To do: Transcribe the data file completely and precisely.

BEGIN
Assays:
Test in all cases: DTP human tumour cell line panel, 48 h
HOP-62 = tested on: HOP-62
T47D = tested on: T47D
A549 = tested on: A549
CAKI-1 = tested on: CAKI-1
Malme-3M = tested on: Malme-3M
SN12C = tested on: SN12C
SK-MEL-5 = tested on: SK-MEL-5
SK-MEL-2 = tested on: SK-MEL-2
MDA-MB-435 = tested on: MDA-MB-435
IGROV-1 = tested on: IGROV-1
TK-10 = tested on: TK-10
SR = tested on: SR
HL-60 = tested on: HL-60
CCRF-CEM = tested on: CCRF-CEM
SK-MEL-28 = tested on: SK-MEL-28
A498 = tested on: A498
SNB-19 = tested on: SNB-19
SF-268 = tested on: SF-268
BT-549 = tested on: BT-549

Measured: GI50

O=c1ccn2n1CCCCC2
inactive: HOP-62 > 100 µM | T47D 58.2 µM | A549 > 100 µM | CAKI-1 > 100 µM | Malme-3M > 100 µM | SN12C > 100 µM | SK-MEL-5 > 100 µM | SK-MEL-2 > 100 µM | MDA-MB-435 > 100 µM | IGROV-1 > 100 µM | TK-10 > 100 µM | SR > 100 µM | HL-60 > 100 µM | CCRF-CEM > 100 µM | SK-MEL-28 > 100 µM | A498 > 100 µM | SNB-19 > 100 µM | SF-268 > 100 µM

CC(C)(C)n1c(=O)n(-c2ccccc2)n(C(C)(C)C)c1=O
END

Assays:
Test in all cases: DTP human tumour cell line panel, 48 h
HOP-62 = tested on: HOP-62
T47D = tested on: T47D
A549 = tested on: A549
CAKI-1 = tested on: CAKI-1
Malme-3M = tested on: Malme-3M
SN12C = tested on: SN12C
SK-MEL-5 = tested on: SK-MEL-5
SK-MEL-2 = tested on: SK-MEL-2
MDA-MB-435 = tested on: MDA-MB-435
IGROV-1 = tested on: IGROV-1
TK-10 = tested on: TK-10
SR = tested on: SR
HL-60 = tested on: HL-60
CCRF-CEM = tested on: CCRF-CEM
SK-MEL-28 = tested on: SK-MEL-28
A498 = tested on: A498
SNB-19 = tested on: SNB-19
SF-268 = tested on: SF-268
BT-549 = tested on: BT-549

Measured: GI50

O=c1ccn2n1CCCCC2
inactive: HOP-62 > 100 µM | T47D 58.2 µM | A549 > 100 µM | CAKI-1 > 100 µM | Malme-3M > 100 µM | SN12C > 100 µM | SK-MEL-5 > 100 µM | SK-MEL-2 > 100 µM | MDA-MB-435 > 100 µM | IGROV-1 > 100 µM | TK-10 > 100 µM | SR > 100 µM | HL-60 > 100 µM | CCRF-CEM > 100 µM | SK-MEL-28 > 100 µM | A498 > 100 µM | SNB-19 > 100 µM | SF-268 > 100 µM

CC(C)(C)n1c(=O)n(-c2ccccc2)n(C(C)(C)C)c1=O